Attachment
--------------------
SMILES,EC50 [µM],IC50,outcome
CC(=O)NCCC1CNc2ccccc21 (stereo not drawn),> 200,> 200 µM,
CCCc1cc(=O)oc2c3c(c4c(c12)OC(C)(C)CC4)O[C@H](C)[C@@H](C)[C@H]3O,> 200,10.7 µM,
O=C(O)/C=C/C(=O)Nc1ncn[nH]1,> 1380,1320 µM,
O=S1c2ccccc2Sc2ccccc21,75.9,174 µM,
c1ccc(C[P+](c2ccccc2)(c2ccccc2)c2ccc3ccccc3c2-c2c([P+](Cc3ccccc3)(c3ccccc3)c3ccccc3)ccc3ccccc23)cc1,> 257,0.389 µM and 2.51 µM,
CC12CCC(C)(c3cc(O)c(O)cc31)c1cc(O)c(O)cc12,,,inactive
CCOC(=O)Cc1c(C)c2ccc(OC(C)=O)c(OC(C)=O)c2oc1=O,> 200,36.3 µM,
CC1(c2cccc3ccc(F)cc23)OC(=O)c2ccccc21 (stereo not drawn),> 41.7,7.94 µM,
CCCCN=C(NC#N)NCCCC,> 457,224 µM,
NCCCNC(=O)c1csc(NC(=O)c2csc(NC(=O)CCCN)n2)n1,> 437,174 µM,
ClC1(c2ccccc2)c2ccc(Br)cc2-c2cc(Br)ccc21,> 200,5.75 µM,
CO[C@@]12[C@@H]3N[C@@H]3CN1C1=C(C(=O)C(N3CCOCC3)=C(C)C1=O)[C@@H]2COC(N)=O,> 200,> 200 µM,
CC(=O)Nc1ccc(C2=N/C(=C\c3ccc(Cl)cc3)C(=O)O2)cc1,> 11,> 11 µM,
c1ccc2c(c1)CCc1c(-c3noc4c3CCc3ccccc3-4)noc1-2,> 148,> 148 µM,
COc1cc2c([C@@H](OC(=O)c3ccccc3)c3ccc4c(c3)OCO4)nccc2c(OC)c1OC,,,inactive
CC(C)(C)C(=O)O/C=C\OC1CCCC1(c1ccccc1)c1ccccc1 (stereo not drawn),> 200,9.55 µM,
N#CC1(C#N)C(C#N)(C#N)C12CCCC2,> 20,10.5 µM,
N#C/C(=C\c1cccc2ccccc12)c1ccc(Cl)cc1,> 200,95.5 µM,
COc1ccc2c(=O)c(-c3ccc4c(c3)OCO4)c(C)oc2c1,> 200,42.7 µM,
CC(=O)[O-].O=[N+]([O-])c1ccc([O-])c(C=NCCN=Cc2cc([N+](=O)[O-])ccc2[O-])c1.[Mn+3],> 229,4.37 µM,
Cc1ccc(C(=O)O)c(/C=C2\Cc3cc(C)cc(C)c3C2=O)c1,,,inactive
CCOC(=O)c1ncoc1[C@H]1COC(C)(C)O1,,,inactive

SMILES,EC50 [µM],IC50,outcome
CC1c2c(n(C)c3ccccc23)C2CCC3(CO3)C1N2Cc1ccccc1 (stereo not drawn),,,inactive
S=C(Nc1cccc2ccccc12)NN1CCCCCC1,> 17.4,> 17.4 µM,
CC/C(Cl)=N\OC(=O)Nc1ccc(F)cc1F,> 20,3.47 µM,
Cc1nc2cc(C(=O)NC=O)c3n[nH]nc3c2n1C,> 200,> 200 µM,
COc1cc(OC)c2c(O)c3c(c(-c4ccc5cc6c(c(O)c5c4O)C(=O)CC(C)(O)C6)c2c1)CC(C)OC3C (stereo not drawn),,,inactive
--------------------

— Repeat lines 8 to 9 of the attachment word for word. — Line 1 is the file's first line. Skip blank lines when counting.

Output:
CCOC(=O)Cc1c(C)c2ccc(OC(C)=O)c(OC(C)=O)c2oc1=O,> 200,36.3 µM,
CC1(c2cccc3ccc(F)cc23)OC(=O)c2ccccc21 (stereo not drawn),> 41.7,7.94 µM,